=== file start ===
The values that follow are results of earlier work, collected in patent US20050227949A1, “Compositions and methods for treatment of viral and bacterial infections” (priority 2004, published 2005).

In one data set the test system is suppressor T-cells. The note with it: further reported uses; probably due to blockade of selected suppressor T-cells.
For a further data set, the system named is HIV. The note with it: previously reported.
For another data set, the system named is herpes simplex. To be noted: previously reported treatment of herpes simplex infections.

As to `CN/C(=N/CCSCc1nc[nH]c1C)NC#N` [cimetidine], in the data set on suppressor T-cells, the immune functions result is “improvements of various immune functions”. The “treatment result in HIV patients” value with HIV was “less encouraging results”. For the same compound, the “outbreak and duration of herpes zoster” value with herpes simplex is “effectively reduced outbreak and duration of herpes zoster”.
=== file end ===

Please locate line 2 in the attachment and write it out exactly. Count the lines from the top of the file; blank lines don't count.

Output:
In one data set the test system is suppressor T-cells. The note with it: further reported uses; probably due to blockade of selected suppressor T-cells.